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Oho peaks just below major hurricane status and speeds away

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Hurricane Oho is on a path that will bring stormy weather to Alaska and British Columbia starting Thursday night.

Hurricane Oho intensified overnight and reached its peak strength with sustained winds of 110 mph, just below major hurricane status.

The storm picked up speed as it moves away from the main Hawaiian islands and is starting to weaken.

"It appears that strong vertical wind shear and lower sea surface temperatures are finally taking their toll on Oho," the Central Pacific Hurricane Center said this morning.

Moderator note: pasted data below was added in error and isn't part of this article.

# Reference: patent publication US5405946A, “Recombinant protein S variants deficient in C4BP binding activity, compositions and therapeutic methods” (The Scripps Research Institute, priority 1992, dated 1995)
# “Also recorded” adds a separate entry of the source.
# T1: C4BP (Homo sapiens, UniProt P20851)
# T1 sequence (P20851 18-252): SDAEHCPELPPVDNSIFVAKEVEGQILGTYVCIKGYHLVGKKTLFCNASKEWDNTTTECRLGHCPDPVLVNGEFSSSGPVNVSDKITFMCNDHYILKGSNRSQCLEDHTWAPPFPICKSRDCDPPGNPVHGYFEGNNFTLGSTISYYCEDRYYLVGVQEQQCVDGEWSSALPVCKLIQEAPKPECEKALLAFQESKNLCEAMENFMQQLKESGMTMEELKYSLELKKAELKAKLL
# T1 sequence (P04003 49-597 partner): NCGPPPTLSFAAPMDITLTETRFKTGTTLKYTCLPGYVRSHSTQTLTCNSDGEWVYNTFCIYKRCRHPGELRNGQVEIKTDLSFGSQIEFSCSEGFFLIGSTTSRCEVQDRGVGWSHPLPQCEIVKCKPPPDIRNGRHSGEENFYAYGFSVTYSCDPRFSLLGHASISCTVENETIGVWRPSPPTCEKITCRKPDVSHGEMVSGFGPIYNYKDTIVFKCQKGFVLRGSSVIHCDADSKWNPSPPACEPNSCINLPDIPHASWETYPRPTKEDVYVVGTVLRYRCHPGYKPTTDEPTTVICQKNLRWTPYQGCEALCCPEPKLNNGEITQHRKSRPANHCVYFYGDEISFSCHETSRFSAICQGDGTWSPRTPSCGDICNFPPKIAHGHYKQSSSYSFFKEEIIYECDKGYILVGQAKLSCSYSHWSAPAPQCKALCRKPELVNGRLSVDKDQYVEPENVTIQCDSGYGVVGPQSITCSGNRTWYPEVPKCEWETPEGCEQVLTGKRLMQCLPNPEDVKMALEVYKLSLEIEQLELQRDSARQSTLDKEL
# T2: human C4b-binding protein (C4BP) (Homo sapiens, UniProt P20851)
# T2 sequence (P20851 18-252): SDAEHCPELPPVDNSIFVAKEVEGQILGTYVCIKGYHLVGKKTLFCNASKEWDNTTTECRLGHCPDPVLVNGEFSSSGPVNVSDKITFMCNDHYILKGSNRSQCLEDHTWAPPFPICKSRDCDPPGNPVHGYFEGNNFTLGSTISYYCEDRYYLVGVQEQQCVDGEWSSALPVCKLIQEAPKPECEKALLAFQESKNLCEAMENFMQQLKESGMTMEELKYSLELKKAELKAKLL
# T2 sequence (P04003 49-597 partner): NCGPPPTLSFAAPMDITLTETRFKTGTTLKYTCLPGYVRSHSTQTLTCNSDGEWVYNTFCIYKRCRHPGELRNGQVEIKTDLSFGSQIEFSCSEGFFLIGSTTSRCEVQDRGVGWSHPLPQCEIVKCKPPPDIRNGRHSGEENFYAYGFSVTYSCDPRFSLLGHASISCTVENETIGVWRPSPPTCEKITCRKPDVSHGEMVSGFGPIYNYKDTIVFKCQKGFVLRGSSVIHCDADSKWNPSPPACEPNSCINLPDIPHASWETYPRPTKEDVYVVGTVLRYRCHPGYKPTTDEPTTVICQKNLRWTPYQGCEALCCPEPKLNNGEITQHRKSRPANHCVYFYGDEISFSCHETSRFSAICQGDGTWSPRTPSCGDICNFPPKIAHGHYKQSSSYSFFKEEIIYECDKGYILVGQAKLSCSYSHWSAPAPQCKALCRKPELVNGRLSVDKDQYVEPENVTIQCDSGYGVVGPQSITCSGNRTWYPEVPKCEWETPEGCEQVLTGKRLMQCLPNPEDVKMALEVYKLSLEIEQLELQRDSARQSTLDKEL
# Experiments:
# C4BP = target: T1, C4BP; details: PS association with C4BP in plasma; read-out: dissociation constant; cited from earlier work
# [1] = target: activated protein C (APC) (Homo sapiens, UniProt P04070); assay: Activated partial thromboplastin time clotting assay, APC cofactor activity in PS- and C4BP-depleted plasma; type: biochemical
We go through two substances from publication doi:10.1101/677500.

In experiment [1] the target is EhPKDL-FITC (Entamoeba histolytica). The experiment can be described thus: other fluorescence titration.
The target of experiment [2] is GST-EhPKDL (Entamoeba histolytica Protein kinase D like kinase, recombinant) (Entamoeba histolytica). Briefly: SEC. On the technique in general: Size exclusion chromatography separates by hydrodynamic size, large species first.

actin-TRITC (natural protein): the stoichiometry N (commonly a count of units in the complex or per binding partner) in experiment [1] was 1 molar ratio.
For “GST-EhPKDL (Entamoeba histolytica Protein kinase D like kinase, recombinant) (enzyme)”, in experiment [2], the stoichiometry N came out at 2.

At 11 a.m. today, Oho’s winds were 105 mph, down from its peak of 110 mph at 5 a.m., making it a strong Category 2 hurricane. A Category 3 storm, considered a major hurricane, has winds of 111 mph to 129 mph.

The storm was 815 miles northeast of Hilo and 910 miles northeast of Honolulu, moving north-northeast at at a fast-paced 38 mph, up from 29 mph Tuesday night.

Hurricane-force winds extend outward up to 40 miles and tropical storm force winds extend 175 miles. 

Oho is expected to gradually weaken through Friday as it approaches the mainland.

The storm is expected to bring heavy rain and strong winds to Alaska and British Columbia beginning Thursday night.

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